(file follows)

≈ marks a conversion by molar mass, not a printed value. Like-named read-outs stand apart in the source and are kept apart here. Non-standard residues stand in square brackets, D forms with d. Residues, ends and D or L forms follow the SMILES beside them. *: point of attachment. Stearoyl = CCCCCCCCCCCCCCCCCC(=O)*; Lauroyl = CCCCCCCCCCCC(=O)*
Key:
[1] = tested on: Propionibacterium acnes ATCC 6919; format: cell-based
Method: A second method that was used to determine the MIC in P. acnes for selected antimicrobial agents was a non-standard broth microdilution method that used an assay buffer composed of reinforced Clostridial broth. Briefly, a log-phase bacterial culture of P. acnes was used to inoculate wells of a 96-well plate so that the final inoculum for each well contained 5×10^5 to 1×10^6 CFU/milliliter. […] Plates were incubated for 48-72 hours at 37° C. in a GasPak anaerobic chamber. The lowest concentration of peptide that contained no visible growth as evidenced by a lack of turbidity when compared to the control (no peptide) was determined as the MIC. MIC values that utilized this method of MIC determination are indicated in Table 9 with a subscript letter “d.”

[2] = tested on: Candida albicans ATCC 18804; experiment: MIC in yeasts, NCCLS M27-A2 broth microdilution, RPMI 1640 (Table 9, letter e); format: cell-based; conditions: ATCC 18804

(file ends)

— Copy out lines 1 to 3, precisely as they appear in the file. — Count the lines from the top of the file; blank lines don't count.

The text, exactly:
≈ marks a conversion by molar mass, not a printed value. Like-named read-outs stand apart in the source and are kept apart here. Non-standard residues stand in square brackets, D forms with d. Residues, ends and D or L forms follow the SMILES beside them. *: point of attachment. Stearoyl = CCCCCCCCCCCCCCCCCC(=O)*; Lauroyl = CCCCCCCCCCCC(=O)*
Key:
[1] = tested on: Propionibacterium acnes ATCC 6919; format: cell-based